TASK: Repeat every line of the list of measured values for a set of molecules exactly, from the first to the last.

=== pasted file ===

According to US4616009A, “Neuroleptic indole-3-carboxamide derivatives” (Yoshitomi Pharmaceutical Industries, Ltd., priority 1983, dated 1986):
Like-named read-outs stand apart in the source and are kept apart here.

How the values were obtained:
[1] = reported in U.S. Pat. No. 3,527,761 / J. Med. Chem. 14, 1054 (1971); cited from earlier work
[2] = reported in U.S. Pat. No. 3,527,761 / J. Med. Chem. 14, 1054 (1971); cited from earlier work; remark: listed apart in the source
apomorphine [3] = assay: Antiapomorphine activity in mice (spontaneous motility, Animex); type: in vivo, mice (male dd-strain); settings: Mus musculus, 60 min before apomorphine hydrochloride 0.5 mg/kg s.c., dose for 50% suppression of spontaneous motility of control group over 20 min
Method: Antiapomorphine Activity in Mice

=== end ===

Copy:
According to US4616009A, “Neuroleptic indole-3-carboxamide derivatives” (Yoshitomi Pharmaceutical Industries, Ltd., priority 1983, dated 1986):
Like-named read-outs stand apart in the source and are kept apart here.

How the values were obtained:
[1] = reported in U.S. Pat. No. 3,527,761 / J. Med. Chem. 14, 1054 (1971); cited from earlier work
[2] = reported in U.S. Pat. No. 3,527,761 / J. Med. Chem. 14, 1054 (1971); cited from earlier work; remark: listed apart in the source
apomorphine [3] = assay: Antiapomorphine activity in mice (spontaneous motility, Animex); type: in vivo, mice (male dd-strain); settings: Mus musculus, 60 min before apomorphine hydrochloride 0.5 mg/kg s.c., dose for 50% suppression of spontaneous motility of control group over 20 min
Method: Antiapomorphine Activity in Mice